The combination of the AMOS and the Combat Boat 90H has been described as ideal for fire support in urban environments. As Captain Evin H. Thompson, Commander of US Naval Special Warfare Group Four, said in June 2007, in relation to a specific question about US Navy use of the CB90-H and AMOS system (which fires the MAT-120):
“The Amos or something like that – tied into my reduced signature boat gives special operations and our Navy the ability to clandestinely be someplace with the capability to act if circumstances allow.”
Spanish sales of the MAT-120 to Libya.
Spanish media reports indicate that Instalaza have denied selling these weapons to Libya.
The Spanish Industry Minister, Miguel Sebastian (himself linked to a bank who have financed US cluster munition manufacture), has so far failed to meet the HRI request to release details of all exports of cluster munitions.
The Spanish government needs to confirm exactly what happened to all stocks of MAT-120 produced, where the machinery for making the MAT-120 has ended up, where the MAT-120 was exported to and where they have been stored.
As far as official exports go, a lot hangs on whether the MAT-120 is regarded as a category 3 munition (ML3) – in which case, of the countries to which category 3 exports were officially made in 2007 and 2008, only the USA has not signed the Convention against Cluster Munitions and is involved in the conflict in Libya – or if it is categorised as a Category 4 munition (ML4) in which case the USA, Qatar and Libya fit the bill. According to Nicholas Marsh of NISAT, who is an expert in these matters, “There is a blurred division between weapon categories, and especially ML3 and ML4.”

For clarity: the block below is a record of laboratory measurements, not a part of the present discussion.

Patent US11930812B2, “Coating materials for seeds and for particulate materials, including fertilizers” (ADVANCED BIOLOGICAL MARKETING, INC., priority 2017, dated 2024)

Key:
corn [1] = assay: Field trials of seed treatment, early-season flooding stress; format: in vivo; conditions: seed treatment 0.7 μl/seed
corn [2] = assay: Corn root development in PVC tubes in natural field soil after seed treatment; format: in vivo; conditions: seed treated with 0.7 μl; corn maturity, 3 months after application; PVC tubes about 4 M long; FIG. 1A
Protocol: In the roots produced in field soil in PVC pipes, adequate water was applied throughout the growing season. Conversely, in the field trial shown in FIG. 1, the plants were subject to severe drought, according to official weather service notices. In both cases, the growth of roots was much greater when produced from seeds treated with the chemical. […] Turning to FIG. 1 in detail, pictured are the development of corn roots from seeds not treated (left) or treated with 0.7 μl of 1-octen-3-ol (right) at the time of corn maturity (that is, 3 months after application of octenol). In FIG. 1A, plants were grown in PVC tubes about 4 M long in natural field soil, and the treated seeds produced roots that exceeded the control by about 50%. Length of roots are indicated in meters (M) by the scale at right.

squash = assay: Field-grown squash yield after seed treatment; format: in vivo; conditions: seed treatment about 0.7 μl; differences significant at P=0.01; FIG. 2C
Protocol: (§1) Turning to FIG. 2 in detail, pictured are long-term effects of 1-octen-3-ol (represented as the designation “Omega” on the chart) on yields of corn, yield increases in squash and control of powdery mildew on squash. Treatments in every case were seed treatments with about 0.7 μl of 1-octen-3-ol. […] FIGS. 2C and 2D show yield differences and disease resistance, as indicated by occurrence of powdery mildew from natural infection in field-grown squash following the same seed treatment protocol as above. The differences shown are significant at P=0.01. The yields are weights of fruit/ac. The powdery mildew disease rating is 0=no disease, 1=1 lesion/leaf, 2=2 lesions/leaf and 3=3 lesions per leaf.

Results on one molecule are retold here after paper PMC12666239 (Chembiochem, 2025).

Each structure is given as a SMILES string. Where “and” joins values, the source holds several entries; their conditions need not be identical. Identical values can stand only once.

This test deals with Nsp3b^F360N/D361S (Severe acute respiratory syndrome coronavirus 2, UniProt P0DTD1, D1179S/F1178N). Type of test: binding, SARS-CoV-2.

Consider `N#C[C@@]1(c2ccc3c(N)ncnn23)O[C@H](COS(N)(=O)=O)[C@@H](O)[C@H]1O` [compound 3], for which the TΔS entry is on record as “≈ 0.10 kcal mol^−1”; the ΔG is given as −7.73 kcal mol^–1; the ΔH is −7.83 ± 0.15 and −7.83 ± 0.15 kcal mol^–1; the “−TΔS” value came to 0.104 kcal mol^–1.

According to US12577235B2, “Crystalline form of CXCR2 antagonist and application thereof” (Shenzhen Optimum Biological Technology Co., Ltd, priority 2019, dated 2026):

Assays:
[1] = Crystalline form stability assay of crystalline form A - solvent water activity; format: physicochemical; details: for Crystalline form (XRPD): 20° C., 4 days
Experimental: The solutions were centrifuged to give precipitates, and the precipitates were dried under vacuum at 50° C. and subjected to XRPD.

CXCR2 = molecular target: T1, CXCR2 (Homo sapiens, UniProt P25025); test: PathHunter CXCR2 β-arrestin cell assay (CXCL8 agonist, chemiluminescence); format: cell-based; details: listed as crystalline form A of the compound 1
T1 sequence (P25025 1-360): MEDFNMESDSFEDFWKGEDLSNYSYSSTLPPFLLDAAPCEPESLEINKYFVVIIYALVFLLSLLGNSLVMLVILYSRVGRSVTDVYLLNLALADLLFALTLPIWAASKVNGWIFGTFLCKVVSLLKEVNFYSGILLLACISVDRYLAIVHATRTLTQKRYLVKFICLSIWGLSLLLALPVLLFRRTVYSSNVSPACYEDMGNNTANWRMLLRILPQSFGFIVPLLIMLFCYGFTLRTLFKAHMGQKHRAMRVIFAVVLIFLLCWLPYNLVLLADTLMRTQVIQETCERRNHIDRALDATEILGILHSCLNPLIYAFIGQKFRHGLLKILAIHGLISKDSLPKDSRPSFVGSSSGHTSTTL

If exports of the MAT-120 were made to Libya, it has to be explained why, who made the decision, how many were sent there, at what time, of which batches and where else these munitions went.
There is additional detail on this in the section on Spanish bombs.
The United States leadership fully approve of cluster munitions
Although Spain has apparently gone to extraordinary effort to try and clear the USA of any involvement in the use of cluster munitions in Misrata, the USA has refused to sign the Convention on Cluster Munitions and these weapons are an important part of their arsenal with the USA possessing a large stockpile of cluster munitions.
US Defence Secretary Robert Gates has said cluster munitions are regarded by the US as:
“Legitimate weapons with clear military utility.”
As Richard Kidd, Director of the Office of Weapons Removal and Abatement, U.S. Department of State, wrote in “Is There a Strategy for Responsible U.S. Engagement on Cluster Munitions?” April 28, 2008:
“Cluster munitions are available for use by every combat aircraft in the U.S. inventory, they are integral to every Army or Marine maneuver element and in some cases constitute up to 50 percent of tactical indirect fire support.”
Yet, incredibly, the alleged war crime of bombing Misrata is also being used by US Secretary of State Hillary Clinton and other authorities to justify an escalation of the conflict in Libya.